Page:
As Marco Rubio continues to present himself as the Jeb alternative, he’s begun attacking the other “other Jeb,” Chris Christie.
Claiming that Christie is too close to Obama on Common Core, health care, and gun control (notably absent from the list is illegal immigration, of course), Rubio implies that he is more conservative than Christie in an attempt to appeal to Republican primary voters.
As Chris Christie’s establishment rivals seize on his blue-state governing record, the New Jersey governor punched back here Tuesday with the kind of bluntness that had been his trademark but in this presidential campaign has been the domain of Donald Trump.
Signaling a turn among center-right candidates into a tougher phase, Sen. Marco Rubio charged that Christie has been too closely aligned with President Obama on gun control, health care and Common Core education standards, echoing twin attack ads aired here by his allied super PAC. Meanwhile, allies of Ohio Gov. John Kasich filled mailboxes in New Hampshire with a biting pamphlet that reads, “Chris Christie: Tough talk. Weak record.”
Christie, for his part, is having none of it and has zeroed in on a potential pitfall for Rubio: his smoothness, even smarminess.
In an interview Tuesday with The Washington Post, Christie responded with a sharp broadside against Rubio and shrugged off Kasich, vowing that voters would coalesce around his candidacy in spite of his ideological impurity because he projects strength.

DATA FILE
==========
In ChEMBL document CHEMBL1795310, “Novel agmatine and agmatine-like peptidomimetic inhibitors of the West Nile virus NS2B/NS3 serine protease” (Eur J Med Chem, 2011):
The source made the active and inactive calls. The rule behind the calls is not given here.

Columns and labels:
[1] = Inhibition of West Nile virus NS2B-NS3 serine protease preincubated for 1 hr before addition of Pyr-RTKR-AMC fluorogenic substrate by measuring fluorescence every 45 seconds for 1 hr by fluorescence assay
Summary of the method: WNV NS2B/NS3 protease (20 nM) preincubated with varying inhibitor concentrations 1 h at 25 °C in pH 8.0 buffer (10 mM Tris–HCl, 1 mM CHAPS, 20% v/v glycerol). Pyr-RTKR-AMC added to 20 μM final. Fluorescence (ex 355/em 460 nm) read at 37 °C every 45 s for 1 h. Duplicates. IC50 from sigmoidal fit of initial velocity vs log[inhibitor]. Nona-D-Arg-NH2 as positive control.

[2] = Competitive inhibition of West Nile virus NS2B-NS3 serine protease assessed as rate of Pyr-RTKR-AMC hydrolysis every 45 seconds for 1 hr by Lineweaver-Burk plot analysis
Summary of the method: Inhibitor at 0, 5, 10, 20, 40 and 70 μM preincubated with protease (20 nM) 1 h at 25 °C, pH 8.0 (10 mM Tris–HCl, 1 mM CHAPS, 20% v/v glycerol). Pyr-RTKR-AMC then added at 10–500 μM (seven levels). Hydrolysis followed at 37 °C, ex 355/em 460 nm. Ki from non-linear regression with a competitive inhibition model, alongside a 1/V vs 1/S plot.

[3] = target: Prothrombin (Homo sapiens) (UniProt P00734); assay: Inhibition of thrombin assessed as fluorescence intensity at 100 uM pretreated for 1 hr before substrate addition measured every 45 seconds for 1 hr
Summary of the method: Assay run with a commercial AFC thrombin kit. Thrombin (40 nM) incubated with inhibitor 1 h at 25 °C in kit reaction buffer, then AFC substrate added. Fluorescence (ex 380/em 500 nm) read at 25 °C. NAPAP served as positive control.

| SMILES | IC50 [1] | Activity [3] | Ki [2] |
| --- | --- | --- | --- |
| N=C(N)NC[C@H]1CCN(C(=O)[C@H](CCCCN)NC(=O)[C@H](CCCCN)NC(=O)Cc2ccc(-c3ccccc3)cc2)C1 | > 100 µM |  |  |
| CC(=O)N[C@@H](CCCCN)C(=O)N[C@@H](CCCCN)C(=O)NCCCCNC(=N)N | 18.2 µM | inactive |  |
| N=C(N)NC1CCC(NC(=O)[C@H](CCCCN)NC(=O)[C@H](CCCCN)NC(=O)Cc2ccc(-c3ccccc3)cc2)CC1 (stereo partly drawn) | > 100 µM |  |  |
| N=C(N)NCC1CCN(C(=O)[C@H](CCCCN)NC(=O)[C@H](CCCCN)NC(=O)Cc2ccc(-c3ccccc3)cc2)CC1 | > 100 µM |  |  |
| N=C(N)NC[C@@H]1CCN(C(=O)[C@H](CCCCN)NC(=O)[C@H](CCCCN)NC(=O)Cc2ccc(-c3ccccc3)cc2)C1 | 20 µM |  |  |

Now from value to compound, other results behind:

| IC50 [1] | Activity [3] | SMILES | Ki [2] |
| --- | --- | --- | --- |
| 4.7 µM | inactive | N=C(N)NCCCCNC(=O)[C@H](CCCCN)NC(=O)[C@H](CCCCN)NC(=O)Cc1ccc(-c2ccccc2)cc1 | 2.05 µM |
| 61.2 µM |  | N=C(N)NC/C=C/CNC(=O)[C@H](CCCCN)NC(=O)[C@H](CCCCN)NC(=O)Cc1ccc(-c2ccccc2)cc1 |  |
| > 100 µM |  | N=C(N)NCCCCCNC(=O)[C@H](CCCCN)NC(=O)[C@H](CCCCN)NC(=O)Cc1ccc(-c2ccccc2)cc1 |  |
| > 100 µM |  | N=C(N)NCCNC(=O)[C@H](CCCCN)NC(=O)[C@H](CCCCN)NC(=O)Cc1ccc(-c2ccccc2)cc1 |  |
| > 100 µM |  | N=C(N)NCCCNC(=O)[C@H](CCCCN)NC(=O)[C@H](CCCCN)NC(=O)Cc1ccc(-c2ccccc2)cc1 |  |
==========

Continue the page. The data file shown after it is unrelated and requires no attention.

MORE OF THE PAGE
“I just don’t think Marco Rubio’s going to be able to slime his way to the White House,” Christie said. “He wants to put out a whole bunch of negative ads? Go ahead. I hope that he will acknowledge at some point that I couldn’t care less.”
Christie, never one to back down from a fight, further pointed out Rubio’s Achilles heel with Republican primary voters, his involvement with Chuck Schumer and the Gang of Eight immigration bill.
Christie mocked Rubio as naive in the arts of political street fighting — “He’s never been in a tough race in his life,” he said dismissively — and tore into Rubio’s work in the “Gang of Eight” on a 2013 immigration bill that has since become anathema to conservatives.
“The guy who advocated for amnesty and then ran away when the topic got too hot tells you two things: He’s not a reliable conservative, A, and, B, whenever it gets too hot, Marco turns tail and runs,” he said. “I’m not the least bit concerned that Marco Rubio will hurt me with conservatives. Marco Rubio has work himself to do with conservatives.”
It’s hard to say who comes out on top in this particular (in)fight, but I suspect it might just be Ted Cruz.
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